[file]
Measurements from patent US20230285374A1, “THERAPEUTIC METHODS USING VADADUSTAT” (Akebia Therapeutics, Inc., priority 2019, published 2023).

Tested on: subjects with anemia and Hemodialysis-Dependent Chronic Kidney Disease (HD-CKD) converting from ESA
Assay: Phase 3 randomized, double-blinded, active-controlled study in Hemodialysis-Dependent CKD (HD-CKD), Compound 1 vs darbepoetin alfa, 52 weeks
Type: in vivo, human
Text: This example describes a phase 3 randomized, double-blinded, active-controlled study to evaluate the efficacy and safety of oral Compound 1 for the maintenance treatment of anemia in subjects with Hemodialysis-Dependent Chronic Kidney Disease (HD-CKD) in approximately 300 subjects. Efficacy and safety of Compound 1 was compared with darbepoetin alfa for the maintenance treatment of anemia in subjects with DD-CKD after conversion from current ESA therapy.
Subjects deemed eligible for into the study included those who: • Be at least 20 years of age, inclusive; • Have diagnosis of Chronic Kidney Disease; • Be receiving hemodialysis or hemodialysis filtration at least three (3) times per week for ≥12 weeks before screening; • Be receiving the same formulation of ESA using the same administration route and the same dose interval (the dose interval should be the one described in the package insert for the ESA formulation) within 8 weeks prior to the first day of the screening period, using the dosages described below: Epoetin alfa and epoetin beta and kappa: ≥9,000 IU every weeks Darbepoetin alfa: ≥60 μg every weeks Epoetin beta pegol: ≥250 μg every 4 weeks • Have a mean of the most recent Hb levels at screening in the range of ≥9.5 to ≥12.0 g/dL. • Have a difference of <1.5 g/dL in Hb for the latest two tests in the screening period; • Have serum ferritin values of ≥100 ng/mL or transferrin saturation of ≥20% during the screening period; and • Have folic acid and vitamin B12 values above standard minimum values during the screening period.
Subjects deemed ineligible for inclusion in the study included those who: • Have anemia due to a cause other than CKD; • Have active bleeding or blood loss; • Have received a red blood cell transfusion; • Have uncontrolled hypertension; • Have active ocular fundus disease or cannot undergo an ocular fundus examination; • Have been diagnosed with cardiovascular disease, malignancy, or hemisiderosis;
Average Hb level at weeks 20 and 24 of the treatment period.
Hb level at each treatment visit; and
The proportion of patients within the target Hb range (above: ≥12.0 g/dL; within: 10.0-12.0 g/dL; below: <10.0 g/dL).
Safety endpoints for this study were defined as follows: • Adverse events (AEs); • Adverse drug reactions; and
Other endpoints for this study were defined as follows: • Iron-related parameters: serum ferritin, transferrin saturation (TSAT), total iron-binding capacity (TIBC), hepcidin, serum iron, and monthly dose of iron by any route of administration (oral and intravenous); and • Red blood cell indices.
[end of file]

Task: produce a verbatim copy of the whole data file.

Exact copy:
Measurements from patent US20230285374A1, “THERAPEUTIC METHODS USING VADADUSTAT” (Akebia Therapeutics, Inc., priority 2019, published 2023).

Tested on: subjects with anemia and Hemodialysis-Dependent Chronic Kidney Disease (HD-CKD) converting from ESA
Assay: Phase 3 randomized, double-blinded, active-controlled study in Hemodialysis-Dependent CKD (HD-CKD), Compound 1 vs darbepoetin alfa, 52 weeks
Type: in vivo, human
Text: This example describes a phase 3 randomized, double-blinded, active-controlled study to evaluate the efficacy and safety of oral Compound 1 for the maintenance treatment of anemia in subjects with Hemodialysis-Dependent Chronic Kidney Disease (HD-CKD) in approximately 300 subjects. Efficacy and safety of Compound 1 was compared with darbepoetin alfa for the maintenance treatment of anemia in subjects with DD-CKD after conversion from current ESA therapy.
Subjects deemed eligible for into the study included those who: • Be at least 20 years of age, inclusive; • Have diagnosis of Chronic Kidney Disease; • Be receiving hemodialysis or hemodialysis filtration at least three (3) times per week for ≥12 weeks before screening; • Be receiving the same formulation of ESA using the same administration route and the same dose interval (the dose interval should be the one described in the package insert for the ESA formulation) within 8 weeks prior to the first day of the screening period, using the dosages described below: Epoetin alfa and epoetin beta and kappa: ≥9,000 IU every weeks Darbepoetin alfa: ≥60 μg every weeks Epoetin beta pegol: ≥250 μg every 4 weeks • Have a mean of the most recent Hb levels at screening in the range of ≥9.5 to ≥12.0 g/dL. • Have a difference of <1.5 g/dL in Hb for the latest two tests in the screening period; • Have serum ferritin values of ≥100 ng/mL or transferrin saturation of ≥20% during the screening period; and • Have folic acid and vitamin B12 values above standard minimum values during the screening period.
Subjects deemed ineligible for inclusion in the study included those who: • Have anemia due to a cause other than CKD; • Have active bleeding or blood loss; • Have received a red blood cell transfusion; • Have uncontrolled hypertension; • Have active ocular fundus disease or cannot undergo an ocular fundus examination; • Have been diagnosed with cardiovascular disease, malignancy, or hemisiderosis;
Average Hb level at weeks 20 and 24 of the treatment period.
Hb level at each treatment visit; and
The proportion of patients within the target Hb range (above: ≥12.0 g/dL; within: 10.0-12.0 g/dL; below: <10.0 g/dL).
Safety endpoints for this study were defined as follows: • Adverse events (AEs); • Adverse drug reactions; and
Other endpoints for this study were defined as follows: • Iron-related parameters: serum ferritin, transferrin saturation (TSAT), total iron-binding capacity (TIBC), hepcidin, serum iron, and monthly dose of iron by any route of administration (oral and intravenous); and • Red blood cell indices.